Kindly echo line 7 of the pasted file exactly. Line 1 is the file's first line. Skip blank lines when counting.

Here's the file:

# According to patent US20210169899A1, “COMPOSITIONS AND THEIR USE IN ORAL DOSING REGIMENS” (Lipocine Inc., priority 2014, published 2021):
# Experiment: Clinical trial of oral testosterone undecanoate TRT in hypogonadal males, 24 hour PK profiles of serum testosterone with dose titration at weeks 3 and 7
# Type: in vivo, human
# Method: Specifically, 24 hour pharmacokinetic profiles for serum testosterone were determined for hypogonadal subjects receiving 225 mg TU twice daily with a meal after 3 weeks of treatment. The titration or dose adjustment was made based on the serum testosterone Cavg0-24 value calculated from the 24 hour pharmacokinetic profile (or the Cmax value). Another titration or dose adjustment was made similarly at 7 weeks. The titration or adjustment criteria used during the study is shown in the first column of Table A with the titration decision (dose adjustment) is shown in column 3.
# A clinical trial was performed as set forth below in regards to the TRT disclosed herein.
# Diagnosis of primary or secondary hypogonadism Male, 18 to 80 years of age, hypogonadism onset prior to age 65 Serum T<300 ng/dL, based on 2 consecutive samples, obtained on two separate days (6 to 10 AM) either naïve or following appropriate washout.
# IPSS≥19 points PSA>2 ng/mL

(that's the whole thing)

# IPSS≥19 points PSA>2 ng/mL